Without data you are just another person with an opinion

I’ve been told that I have poor long-term memory when it comes to recalling key events in my life, whether it be trying to remember my wedding day or first job interview however I vividly recall my first day at university. As most first year students do, I spent an immense amount of time trying to perfect my class schedule ensuring that I could wake up late and end the day sooner, but there was one class with no alternatives… Statistics 101 on a Friday morning at 7:30am.

It was the first official day of university, I ended up on the wrong side of campus, lost, and ultimately late for my first class. I remember walking into this large auditorium and saw the following quote written across the board: “Without data you are just another person with an opinion.” – W Edwards Deming.” I loved it, it deeply resonated within me. As a child, my parents had always encouraged us to argue with facts and not allow our emotions to take hold of the conversation.

Having then spent the following couple of years taking the subject as one of my majors, I often found myself questioning whether I would ever use the key principles and frameworks being taught, concluding that this was reserved for the select few that ultimately would enter the workplace as Statisticians, Mathematicians or continue on in their academic field. Little did I know my very first job would be as a Data Analyst, deeply analysing compensation and benefits data across Africa.

Data and analytics have become a large part of my corporate identity and a passion of mine. I thoroughly enjoy helping clients better understand their business by looking at their data through multiple lenses. I am a strong proponent of “Do it yourself” and always encourage clients to get started on the journey of Analytics. The most common questions or statements that we often hear are, “How do we get started”, “We don’t have tools or software”, and my personal favourite, “My data isn’t 100% clean.”

The reality is that you don’t need advanced analytical software to get started, excel is found on almost every corporate laptop and is a hugely powerful but underutilised tool. Furthermore, I personally don’t subscribe to the idea that it is possible to have a 100% clean set of data, particularly in an environment of multiple sources of data that are constantly changing. The objective should be, instead of being 100% incorrect, to rather be directionally correct with a focus on refinement and continuous improvement.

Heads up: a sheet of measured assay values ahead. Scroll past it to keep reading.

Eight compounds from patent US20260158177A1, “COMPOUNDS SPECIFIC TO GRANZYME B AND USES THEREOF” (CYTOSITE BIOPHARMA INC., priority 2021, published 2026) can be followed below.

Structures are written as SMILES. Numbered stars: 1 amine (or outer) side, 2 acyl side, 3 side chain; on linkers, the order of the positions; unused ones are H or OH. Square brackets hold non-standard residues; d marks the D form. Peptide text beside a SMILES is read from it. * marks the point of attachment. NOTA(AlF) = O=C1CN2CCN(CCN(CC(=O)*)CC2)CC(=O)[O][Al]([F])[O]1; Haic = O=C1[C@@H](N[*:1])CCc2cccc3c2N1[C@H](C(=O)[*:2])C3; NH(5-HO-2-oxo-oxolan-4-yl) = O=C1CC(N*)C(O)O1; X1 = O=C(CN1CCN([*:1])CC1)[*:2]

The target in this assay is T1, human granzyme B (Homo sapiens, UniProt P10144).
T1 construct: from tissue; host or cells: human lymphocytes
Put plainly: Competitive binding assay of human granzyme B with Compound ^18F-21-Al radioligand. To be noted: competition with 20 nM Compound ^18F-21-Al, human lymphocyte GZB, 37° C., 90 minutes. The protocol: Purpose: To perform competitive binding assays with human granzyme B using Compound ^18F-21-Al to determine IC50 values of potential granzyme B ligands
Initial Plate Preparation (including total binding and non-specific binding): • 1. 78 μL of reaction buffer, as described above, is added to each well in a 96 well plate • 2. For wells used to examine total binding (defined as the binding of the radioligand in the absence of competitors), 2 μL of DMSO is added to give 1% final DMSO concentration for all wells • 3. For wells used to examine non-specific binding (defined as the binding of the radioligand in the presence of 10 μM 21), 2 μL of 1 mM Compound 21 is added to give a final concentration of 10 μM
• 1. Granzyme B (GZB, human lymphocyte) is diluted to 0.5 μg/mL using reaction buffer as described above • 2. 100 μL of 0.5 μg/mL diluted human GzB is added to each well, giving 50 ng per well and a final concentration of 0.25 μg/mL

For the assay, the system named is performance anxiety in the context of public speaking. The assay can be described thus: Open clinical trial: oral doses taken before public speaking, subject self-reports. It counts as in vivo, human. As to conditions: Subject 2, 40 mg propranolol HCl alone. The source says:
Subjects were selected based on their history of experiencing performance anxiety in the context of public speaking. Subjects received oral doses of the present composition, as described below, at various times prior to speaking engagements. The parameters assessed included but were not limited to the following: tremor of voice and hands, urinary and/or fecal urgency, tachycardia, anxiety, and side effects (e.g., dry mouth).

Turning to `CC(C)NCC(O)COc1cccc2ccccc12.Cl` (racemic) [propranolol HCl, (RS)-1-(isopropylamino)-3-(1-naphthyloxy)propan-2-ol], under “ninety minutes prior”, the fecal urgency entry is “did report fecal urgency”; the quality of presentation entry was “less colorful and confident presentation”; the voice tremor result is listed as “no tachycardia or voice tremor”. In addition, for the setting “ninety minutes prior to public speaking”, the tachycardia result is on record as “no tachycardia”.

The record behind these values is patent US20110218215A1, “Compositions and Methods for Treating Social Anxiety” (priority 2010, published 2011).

So how do we get started? There are a lot of resources out there that provide guidance on getting started. RJ Milnor, Global Head of People Analytics at Uber has a great 4 step approach to getting started:

  1. Get the lay of the land – Dedicate time to learning about the business’s needs, identify key stakeholders, and build relationships with them. Try to understand what is going well and what isn’t, then focus on figuring out why.
  1. Identify potential quick wins, and do the math on cost, benefit, impact, and feasibility – What are the major business problems? Consider what part people play in the solution. That’s where people analytics efforts will be most effective.
  1. Don’t neglect infrastructure – Are our data privacy and security policies accurate and compliant? Do we have the appropriate level of governance in place? Map these out early and build out over time, rather than potentially having to pause everything to overhaul the whole system when it becomes a problem.
  1. Don’t worry about data not being 100% clean – We should do our best to make sure data is as accurate as possible, but sometimes there will still be mistake. Your data might not be perfectly clean, but it shouldn’t stop you from using it.

Simple yet key, data analytics doesn’t need to be solved for in one day, but rather requires a disciplined step by step effort of continuous improvement.

Don’t be frightened, start somewhere. For many of us starting off, we may not have the luxury of being part of a dedicated analytic function but instead may find ourselves as a one-person team, don’t let this hold you back.

Here are some tips to consider:

  • Pace yourself – The pace of change will be determined by your unique organisational culture, resources, and leaders, but making a continuous effort is more important than going full speed ahead.
  • Segment your stakeholders – No single medium or message will be equally effective with a diverse group of stakeholders. Tailor what you say and how you say it.
  • Stop trying to motivate users – People often have sufficient self-motivation to engage more deeply with analytics but might lack the time, resources, or ability to do so. Focus instead on making it easy, like making training more flexible or less time-consuming.
  • Generate your own data – Make sure you’re leveraging analytics in your own efforts, like tracking click-through and open rates on communications emails. Use them to inform and adjust your approach.

“Data and People are two of the most important assets a business has. Fact based decision making and fact-based people planning has become a source of great competitive advantage!” Tim Loughton (Stonefield Advisory)

Nicolas Constantinides, Managing Partner | Africa People Advisory Group